• UV systems: Ultraviolet (UV) systems use ultraviolet light to damage the DNA structure of certain microbes at the cellular level and inactivate various viral, bacterial, and fungal organisms, making them less likely to replicate and potentially spread disease. UV systems can be installed at HVAC coils or with an EAC to deactivate biological contaminants growing on cooling coils, preventing pathogens from spreading to building occupants.

Monitoring and occupant safety technologies

Installation of monitoring and safety technologies will likely continue to increase as building owners and operators seek to reassure occupants that it is safe to return. These technologies can be leveraged to not only detect individuals who may be sick but also to monitor for density and flow of people within a building. These technologies are also useful for contact tracing and to monitor policies like social distancing and mask wearing. A few of these technologies include:

  • Frictionless access control: Frictionless controls can be based on factors like mobile credentials, zero-contact biometrics, and facial recognition software. Building occupants, including custodial and maintenance staff, can access buildings in a safer way by eliminating contact with some high touch surfaces like badge readers or doorknobs.
  • Occupancy sensors: Sensors and video analytics integrated into security systems can count people entering and leaving a building or room to keep occupancy numbers to acceptable levels, supporting social distancing guidelines. For custodial staff, occupancy sensors can sense when occupants have left a room and send alerts to building management systems, indicating it is safe for staff to enter to clean and disinfect.
  • Building management system monitoring: Analytics systems can be integrated into building management systems, allowing staff to monitor factors like air quality, humidity, pressure, and even occupant behavior through real-time data. Maintenance staff can quickly see and address system malfunctions that require maintenance.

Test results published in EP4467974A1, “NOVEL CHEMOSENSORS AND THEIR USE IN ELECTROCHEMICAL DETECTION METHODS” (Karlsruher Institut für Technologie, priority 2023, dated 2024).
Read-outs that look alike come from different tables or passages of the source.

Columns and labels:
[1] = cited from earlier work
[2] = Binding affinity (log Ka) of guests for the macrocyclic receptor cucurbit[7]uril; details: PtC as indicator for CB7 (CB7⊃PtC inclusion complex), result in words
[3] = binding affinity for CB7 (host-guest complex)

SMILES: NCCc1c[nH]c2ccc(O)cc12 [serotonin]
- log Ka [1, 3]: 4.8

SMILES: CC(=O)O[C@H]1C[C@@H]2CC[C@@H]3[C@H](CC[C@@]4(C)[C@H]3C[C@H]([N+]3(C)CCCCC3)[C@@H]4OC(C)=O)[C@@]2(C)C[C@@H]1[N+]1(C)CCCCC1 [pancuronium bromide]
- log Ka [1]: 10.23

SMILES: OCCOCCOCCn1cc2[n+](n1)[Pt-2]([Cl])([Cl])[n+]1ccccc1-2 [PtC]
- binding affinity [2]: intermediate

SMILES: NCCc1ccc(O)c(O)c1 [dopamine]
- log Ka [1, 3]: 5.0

• Video analytics: Temperature screening via thermal cameras tied into security systems can help identify people with elevated body temperatures and limit access to a building. Buildings that require masks indoors can use video analytics systems to screen for face mask compliance.

Many people are anxious about returning to the workplace and want detailed information on the steps building operators have implemented to create healthy spaces. Identifying methods to measure cleaning effectiveness and track procedure compliance will be key. Improving healthy air flow and monitoring protocol compliance are challenges that will go beyond increased cleaning procedures and schedules and evolve to standard building procedures going forward.


Posted On November 13, 2020

Pat Tessier

Senior Director of Project Management, Honeywell Building Management Systems

Pat Tessier is the senior director of product management for the Honeywell Building Management Systems (BMS) business. He has more than 26 years of experience in residential and commercial controls with 18 granted patents and several patents pending in various technologies, including internet protocol (IP) and wireless controls. 

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Tech Solutions to Create Healthier, Safer Commercial Spaces